• What are your expectations? When a patient tells Furtado that she wants weight-loss surgery in order to be a size 2 or to look like her personal trainer, she explains that those are unrealistic expectations and may be a sign that she’s not ready for the surgery. The same goes for patients who refuse to give up drinking soda or won’t quit smoking before the surgery. “It’s a red flag that they’re not ready,” Furtado says.

How do you know when you are ready? When you understand that weight-loss surgery is a tool to help you take control of your weight for the rest of your life and that the ultimate goal is to be healthy. “Some people think their life will be perfect,” Furtado says. The reality is, there’s work to be done after the surgery. You’ll still have to think about your diet, you’ll have to practice mindful eating, you’ll have to eat slowly, and you’ll have to listen to your body’s signals of feeling hungry and feeling full.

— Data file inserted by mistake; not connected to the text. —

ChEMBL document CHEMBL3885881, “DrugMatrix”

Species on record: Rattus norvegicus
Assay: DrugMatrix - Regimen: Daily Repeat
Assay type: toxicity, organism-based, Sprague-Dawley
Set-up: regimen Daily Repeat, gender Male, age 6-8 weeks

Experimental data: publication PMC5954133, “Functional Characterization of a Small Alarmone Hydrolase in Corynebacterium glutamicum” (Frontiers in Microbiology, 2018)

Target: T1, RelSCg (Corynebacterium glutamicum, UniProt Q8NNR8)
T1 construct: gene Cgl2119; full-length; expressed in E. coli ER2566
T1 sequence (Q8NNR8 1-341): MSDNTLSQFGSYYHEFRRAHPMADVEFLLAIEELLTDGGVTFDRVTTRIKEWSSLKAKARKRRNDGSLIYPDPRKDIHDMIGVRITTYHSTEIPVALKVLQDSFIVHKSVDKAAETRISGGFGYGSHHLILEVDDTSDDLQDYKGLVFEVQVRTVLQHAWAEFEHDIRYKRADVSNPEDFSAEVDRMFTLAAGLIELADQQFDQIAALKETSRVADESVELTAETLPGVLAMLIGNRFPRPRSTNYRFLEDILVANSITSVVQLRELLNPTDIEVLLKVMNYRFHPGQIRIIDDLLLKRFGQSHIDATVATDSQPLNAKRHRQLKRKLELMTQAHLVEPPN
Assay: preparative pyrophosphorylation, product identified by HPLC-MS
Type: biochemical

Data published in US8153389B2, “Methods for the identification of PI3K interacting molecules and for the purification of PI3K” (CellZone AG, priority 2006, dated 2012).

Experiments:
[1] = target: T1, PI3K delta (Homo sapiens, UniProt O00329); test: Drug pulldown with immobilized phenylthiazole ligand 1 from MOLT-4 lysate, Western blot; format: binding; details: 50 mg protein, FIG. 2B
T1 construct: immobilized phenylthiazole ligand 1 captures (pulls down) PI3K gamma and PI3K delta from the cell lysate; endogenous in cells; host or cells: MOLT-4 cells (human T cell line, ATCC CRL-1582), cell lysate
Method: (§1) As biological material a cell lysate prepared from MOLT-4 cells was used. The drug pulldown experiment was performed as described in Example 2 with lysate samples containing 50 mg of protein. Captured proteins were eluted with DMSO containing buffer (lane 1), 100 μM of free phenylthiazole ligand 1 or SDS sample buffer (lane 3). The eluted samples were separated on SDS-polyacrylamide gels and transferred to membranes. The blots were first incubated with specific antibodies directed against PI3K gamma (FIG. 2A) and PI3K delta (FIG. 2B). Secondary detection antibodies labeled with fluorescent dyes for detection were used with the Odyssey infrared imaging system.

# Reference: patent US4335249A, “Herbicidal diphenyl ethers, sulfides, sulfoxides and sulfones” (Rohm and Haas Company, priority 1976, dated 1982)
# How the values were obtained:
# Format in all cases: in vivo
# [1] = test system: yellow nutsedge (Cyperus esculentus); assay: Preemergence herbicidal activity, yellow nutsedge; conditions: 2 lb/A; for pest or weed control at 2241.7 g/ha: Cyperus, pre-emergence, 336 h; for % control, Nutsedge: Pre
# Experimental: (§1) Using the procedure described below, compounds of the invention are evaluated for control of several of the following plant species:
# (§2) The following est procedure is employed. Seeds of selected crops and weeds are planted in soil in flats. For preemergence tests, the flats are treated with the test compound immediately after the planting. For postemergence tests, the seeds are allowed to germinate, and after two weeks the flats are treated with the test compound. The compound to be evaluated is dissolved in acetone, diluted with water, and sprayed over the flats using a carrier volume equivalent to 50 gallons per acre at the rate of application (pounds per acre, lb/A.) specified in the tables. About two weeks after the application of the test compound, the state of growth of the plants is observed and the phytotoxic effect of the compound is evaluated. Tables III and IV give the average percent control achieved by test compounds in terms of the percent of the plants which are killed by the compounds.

If you’re ready and you meet the criteria, you have the opportunity to see big-time results. The average patient loses 60 to 75 percent of excess weight during the first two years after surgery. Studies show that weight-loss surgery can resolve diabetes in 77 percent of patients and sleep apnea in 86 percent of patients. High blood pressure and high cholesterol can also be improved or resolved in many patients.

Weight-loss surgery can mean a whole new life for you, as long as your goals are realistic and centered on wellness.

Visit us at Lexington weight loss surgery for additional information on the surgical weight loss techniques Central Baptist Hospital Weight Loss Center offers.





Comments (0)